Transforming Axiata ;).
By B.K. SIDHU
Can Jamaludin Ibrahim make the group a regional champion?
SCEPTICS were doubtful if Datuk Seri Jamaludin Ibrahim could make any real change to Axiata Bhd apart from the branding perspective when he returned to the world of technology and communications.
This silver-haired corporate chief quit Maxis Communications Bhd in July 2007 to take a break and spend time with his family. Little did he know that his retreat would be short-lived.
In March 2008, he was back, heading Axiata (formerly TMI International Bhd). Axiata was a gem within Telekom Malaysia Bhd’s (TM) ambit but it needed a real good shine. Sceptics thought his experience did not match the job he had taken on at Axiata, which had legacy issues too.
At that point Axiata had also just finished spending millions of ringgit to widen its geographical footprint in Asia and those assets needed to be consolidated. Axiata has operations in 10 countries including two populous countries, India and Indonesia, where cellular growth has been phenomenal.
It is indeed a challenging job given his mandate to turn Axiata into a regional champion, pitting it against giant Singapore Telecommunications that has struck that pose in Asia.
What lured Jamaludin to dump his beach wear and the white sandy beaches for the job was the chance of “having a nice platform to develop talent for Malaysia and internationally,’’ besides doing national service.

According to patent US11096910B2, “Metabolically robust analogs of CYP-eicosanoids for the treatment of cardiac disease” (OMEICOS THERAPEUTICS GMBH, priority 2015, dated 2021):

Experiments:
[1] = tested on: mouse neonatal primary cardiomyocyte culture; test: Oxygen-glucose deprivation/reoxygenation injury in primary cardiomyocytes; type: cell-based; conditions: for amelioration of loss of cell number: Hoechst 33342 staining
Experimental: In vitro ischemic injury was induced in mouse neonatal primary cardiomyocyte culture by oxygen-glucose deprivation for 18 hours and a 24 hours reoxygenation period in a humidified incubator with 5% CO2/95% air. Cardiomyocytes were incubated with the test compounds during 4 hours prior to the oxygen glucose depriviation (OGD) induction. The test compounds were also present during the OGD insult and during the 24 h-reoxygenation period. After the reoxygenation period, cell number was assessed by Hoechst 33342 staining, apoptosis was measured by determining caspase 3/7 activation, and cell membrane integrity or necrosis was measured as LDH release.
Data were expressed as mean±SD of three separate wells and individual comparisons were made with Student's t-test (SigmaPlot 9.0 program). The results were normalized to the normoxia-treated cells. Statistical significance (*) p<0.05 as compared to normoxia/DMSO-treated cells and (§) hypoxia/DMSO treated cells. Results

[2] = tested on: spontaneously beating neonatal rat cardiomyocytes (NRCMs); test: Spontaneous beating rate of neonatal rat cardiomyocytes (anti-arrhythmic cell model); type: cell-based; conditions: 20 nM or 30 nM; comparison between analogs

“That really motivated me,’’ he says in an interview. He is the managing director, president and group CEO of Axiata and formerly group CEO of Maxis.
The call may have been tough, the sceptics unconvinced, but he just moved in to take the bull by its horns.
He looks at the group and felt “enough of inorganic growth”. That came just less than two months at the job.
He also closed the doors to new acquisitions. Moreover, opportunities were also limited in Asia and assets becoming increasingly pricey.
“I also felt then and even now that we had this nice bunch of companies and if we bring the right management team and strategy, it would be better,’’ he says.
Axiata, or TMI then, had its own strategy, but to work towards becoming a regional champ meant heads must roll, cuts must be made, and change was critical.
A simple branding exercise was not the way to go.
The obvious first step was the need to strengthen the management team. To do that the bar needed to be raised, standards improved, operational models revamped, cost reduced to raise the return to stakeholders.
“Good is not good enough,’’ he says.
Of course, change is often difficult when it concerns people and that was one of the most difficult parts of the change process, admits Jamaludin.